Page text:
Mose flood barrier scheme used for the first time, in Venice, Italy

A new flood barrier in Venice has been successful in saving the city from floods for the first time.

Engineers had promised ‘Mose’ would work, but sceptics had questioned whether the system would be up to the task, according to World Economic Forum.

But the flood barrier successfully protected Venice from a high tide, bringing relief to the lagoon city.

The network of 78 bright yellow barriers that guard the entrance to the delicate Venetian lagoon lifted from the seabed as the tide, driven by strong winds and rain, started to climb.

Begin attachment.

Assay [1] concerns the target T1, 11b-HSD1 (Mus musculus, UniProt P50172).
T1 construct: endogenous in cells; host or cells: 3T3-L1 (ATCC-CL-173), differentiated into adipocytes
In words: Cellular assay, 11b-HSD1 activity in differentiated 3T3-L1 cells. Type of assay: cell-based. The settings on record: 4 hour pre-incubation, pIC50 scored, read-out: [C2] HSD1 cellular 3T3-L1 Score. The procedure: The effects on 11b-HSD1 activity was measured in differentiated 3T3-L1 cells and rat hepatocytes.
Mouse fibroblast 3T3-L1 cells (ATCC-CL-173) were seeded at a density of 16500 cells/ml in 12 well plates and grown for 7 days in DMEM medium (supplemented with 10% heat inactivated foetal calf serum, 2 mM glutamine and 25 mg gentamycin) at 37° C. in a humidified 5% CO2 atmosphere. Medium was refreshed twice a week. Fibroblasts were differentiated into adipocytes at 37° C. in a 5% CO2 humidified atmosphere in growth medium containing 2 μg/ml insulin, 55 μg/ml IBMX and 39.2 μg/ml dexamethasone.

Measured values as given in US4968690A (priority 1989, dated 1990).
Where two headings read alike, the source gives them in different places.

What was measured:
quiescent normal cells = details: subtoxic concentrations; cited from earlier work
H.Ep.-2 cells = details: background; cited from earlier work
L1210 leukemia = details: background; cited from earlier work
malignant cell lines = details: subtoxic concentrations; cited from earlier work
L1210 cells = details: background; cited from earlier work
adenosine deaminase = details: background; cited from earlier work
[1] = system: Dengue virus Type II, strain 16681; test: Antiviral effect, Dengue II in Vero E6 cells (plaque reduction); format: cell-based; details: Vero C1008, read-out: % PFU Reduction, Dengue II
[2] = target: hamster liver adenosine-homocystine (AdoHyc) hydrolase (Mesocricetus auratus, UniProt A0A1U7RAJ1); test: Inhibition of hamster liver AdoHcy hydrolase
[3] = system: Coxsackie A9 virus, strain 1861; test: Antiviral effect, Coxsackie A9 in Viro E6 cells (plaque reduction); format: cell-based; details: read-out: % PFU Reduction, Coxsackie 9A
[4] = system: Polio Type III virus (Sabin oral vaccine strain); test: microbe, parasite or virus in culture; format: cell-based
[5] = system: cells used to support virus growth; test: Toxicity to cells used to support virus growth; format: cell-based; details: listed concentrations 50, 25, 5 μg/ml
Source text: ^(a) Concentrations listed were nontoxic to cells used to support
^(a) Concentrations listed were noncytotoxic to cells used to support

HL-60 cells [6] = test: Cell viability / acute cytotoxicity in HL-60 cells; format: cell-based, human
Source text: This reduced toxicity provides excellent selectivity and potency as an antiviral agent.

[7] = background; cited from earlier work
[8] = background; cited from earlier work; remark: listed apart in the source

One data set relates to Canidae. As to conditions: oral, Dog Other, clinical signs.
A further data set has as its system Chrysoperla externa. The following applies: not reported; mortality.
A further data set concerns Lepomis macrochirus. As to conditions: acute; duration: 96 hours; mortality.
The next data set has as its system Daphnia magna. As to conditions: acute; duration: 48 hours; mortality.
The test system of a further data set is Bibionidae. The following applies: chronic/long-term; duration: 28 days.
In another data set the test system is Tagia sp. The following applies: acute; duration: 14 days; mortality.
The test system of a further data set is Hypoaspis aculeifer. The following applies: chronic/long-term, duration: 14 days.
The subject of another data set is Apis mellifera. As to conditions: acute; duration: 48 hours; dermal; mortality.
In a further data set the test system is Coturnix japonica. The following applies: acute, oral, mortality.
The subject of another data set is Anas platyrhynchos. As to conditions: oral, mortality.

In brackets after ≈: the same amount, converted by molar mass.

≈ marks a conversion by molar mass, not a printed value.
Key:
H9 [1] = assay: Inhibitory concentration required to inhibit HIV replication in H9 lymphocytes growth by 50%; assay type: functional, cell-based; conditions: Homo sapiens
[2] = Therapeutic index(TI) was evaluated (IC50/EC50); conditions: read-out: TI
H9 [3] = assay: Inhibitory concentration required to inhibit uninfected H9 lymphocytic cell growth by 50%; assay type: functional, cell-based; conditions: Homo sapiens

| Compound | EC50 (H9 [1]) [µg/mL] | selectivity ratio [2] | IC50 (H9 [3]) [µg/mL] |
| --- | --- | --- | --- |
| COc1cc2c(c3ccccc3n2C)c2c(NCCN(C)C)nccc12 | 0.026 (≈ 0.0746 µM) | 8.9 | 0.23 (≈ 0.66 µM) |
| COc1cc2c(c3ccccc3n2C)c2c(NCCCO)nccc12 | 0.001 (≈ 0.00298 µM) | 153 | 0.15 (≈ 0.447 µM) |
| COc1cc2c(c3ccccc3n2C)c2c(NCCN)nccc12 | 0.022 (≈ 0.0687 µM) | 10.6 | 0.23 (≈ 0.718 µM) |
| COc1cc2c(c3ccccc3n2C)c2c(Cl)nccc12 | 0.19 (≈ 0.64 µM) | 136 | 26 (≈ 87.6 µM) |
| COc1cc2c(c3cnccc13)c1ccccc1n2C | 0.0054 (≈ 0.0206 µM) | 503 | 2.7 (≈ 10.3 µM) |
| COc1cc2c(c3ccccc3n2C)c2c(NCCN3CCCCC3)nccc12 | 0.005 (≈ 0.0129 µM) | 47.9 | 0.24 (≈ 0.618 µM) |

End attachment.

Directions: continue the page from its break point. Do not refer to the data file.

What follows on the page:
City officials had forecast a tide of 130cm, well below the devastating 187 cm tide that battered Venice last November, but enough to leave low-lying areas deep under water.

“Today is an important day, an historic day because we should have been full of water by now and instead, we are dry,” said Massimo Milanese, manager of the Lavena Cafe in St. Mark’s Square.

Venice’s floods are caused by a combination of factors exacerbated by climate change – from rising sea levels and unusually high tides, to land subsidence that has caused the ground level of the city to sink.

Mose is designed to protect Venice from tides of up to 3m.

Read the full article in the World Economic Forum.

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